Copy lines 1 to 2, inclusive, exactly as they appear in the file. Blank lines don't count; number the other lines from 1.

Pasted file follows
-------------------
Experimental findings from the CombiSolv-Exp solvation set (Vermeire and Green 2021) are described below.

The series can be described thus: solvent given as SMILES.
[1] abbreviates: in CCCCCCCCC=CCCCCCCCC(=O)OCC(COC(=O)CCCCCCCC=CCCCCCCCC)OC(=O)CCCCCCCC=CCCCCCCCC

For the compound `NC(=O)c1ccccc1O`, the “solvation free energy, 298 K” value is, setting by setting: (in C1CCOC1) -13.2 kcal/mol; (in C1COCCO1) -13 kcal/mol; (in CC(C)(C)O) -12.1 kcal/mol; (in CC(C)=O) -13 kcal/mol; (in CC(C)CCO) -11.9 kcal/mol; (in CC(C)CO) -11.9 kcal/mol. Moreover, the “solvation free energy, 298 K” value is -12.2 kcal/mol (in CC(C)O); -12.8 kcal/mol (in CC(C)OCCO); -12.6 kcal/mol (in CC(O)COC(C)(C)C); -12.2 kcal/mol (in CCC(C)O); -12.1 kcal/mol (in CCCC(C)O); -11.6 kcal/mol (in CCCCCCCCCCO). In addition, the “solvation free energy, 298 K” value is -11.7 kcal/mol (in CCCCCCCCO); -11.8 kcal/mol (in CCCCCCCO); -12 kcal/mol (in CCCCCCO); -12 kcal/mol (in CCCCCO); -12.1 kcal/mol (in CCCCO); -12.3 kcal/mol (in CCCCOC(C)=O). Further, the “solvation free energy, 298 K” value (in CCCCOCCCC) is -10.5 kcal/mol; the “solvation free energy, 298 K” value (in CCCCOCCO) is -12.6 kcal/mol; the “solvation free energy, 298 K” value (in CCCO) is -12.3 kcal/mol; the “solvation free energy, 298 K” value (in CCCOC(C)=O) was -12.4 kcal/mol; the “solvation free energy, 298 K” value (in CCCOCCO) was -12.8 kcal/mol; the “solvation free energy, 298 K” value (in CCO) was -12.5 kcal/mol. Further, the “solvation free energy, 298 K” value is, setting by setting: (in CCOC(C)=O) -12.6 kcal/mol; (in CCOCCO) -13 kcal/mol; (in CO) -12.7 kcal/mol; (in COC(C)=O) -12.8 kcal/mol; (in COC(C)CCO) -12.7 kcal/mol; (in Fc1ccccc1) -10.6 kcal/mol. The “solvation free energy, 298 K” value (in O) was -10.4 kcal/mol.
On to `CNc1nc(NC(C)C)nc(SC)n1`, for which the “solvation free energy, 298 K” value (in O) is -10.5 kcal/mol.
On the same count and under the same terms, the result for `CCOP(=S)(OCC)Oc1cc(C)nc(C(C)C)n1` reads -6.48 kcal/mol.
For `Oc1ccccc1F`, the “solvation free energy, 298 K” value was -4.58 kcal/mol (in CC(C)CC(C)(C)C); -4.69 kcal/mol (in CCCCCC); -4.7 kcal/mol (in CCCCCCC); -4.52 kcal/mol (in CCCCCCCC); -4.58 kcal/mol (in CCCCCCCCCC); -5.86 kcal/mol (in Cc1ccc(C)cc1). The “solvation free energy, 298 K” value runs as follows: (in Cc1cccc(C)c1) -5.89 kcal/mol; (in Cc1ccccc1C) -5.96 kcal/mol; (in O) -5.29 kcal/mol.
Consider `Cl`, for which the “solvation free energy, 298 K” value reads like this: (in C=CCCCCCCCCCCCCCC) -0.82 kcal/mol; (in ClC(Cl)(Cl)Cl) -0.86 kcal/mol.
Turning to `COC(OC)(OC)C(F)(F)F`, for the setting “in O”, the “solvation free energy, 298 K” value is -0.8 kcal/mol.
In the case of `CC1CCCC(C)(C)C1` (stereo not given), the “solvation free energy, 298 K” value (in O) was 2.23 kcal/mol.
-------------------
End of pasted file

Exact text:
Experimental findings from the CombiSolv-Exp solvation set (Vermeire and Green 2021) are described below.

The series can be described thus: solvent given as SMILES.